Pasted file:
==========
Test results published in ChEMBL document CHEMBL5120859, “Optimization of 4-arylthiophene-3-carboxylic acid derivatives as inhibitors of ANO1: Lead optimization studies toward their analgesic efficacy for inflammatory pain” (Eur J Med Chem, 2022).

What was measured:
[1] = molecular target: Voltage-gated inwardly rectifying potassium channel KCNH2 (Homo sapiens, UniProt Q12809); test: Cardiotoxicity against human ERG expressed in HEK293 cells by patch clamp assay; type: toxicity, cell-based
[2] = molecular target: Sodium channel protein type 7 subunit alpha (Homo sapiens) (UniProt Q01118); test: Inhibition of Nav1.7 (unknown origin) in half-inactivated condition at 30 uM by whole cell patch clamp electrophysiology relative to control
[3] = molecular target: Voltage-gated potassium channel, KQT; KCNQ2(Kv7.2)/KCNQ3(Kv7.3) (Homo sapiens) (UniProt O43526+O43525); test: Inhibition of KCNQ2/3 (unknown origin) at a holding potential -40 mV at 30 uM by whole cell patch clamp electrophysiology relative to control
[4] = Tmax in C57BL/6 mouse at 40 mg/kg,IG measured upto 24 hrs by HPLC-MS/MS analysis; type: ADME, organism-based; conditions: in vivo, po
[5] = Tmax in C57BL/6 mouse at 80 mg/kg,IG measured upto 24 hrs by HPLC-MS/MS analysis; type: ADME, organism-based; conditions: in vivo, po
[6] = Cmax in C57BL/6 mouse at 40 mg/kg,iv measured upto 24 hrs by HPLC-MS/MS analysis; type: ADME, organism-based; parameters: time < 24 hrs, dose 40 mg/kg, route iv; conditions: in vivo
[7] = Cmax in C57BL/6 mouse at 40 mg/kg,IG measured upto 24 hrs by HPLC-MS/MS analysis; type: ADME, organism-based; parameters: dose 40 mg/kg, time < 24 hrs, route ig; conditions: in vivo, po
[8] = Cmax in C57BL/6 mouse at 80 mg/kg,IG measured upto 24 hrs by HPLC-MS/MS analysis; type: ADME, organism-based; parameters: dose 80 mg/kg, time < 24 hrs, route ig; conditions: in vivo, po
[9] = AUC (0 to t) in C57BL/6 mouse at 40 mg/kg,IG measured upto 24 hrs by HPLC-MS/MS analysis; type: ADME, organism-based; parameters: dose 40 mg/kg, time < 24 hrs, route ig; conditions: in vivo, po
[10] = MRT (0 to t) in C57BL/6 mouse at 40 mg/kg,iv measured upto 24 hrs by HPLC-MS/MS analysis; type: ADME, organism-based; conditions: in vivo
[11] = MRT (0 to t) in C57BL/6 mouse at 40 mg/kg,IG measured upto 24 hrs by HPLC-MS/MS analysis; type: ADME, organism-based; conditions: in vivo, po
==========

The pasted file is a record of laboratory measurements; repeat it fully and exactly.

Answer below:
Test results published in ChEMBL document CHEMBL5120859, “Optimization of 4-arylthiophene-3-carboxylic acid derivatives as inhibitors of ANO1: Lead optimization studies toward their analgesic efficacy for inflammatory pain” (Eur J Med Chem, 2022).

What was measured:
[1] = molecular target: Voltage-gated inwardly rectifying potassium channel KCNH2 (Homo sapiens, UniProt Q12809); test: Cardiotoxicity against human ERG expressed in HEK293 cells by patch clamp assay; type: toxicity, cell-based
[2] = molecular target: Sodium channel protein type 7 subunit alpha (Homo sapiens) (UniProt Q01118); test: Inhibition of Nav1.7 (unknown origin) in half-inactivated condition at 30 uM by whole cell patch clamp electrophysiology relative to control
[3] = molecular target: Voltage-gated potassium channel, KQT; KCNQ2(Kv7.2)/KCNQ3(Kv7.3) (Homo sapiens) (UniProt O43526+O43525); test: Inhibition of KCNQ2/3 (unknown origin) at a holding potential -40 mV at 30 uM by whole cell patch clamp electrophysiology relative to control
[4] = Tmax in C57BL/6 mouse at 40 mg/kg,IG measured upto 24 hrs by HPLC-MS/MS analysis; type: ADME, organism-based; conditions: in vivo, po
[5] = Tmax in C57BL/6 mouse at 80 mg/kg,IG measured upto 24 hrs by HPLC-MS/MS analysis; type: ADME, organism-based; conditions: in vivo, po
[6] = Cmax in C57BL/6 mouse at 40 mg/kg,iv measured upto 24 hrs by HPLC-MS/MS analysis; type: ADME, organism-based; parameters: time < 24 hrs, dose 40 mg/kg, route iv; conditions: in vivo
[7] = Cmax in C57BL/6 mouse at 40 mg/kg,IG measured upto 24 hrs by HPLC-MS/MS analysis; type: ADME, organism-based; parameters: dose 40 mg/kg, time < 24 hrs, route ig; conditions: in vivo, po
[8] = Cmax in C57BL/6 mouse at 80 mg/kg,IG measured upto 24 hrs by HPLC-MS/MS analysis; type: ADME, organism-based; parameters: dose 80 mg/kg, time < 24 hrs, route ig; conditions: in vivo, po
[9] = AUC (0 to t) in C57BL/6 mouse at 40 mg/kg,IG measured upto 24 hrs by HPLC-MS/MS analysis; type: ADME, organism-based; parameters: dose 40 mg/kg, time < 24 hrs, route ig; conditions: in vivo, po
[10] = MRT (0 to t) in C57BL/6 mouse at 40 mg/kg,iv measured upto 24 hrs by HPLC-MS/MS analysis; type: ADME, organism-based; conditions: in vivo
[11] = MRT (0 to t) in C57BL/6 mouse at 40 mg/kg,IG measured upto 24 hrs by HPLC-MS/MS analysis; type: ADME, organism-based; conditions: in vivo, po